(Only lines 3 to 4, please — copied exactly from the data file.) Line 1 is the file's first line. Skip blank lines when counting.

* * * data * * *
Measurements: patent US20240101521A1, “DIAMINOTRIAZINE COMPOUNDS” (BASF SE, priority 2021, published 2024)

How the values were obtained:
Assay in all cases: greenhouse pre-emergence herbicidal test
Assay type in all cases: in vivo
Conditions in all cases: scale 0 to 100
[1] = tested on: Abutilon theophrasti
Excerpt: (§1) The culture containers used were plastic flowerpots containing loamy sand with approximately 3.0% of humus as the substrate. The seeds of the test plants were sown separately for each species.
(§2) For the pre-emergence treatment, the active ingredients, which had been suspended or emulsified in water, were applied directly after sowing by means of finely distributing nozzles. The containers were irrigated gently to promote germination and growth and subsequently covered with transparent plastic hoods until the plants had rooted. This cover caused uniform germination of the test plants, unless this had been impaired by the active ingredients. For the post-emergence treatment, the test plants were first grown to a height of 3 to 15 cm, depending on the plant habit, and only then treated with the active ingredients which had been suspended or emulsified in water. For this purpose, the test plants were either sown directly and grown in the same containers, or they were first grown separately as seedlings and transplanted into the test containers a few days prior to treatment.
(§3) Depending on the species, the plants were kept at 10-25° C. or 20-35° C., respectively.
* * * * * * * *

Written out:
Assay in all cases: greenhouse pre-emergence herbicidal test
Assay type in all cases: in vivo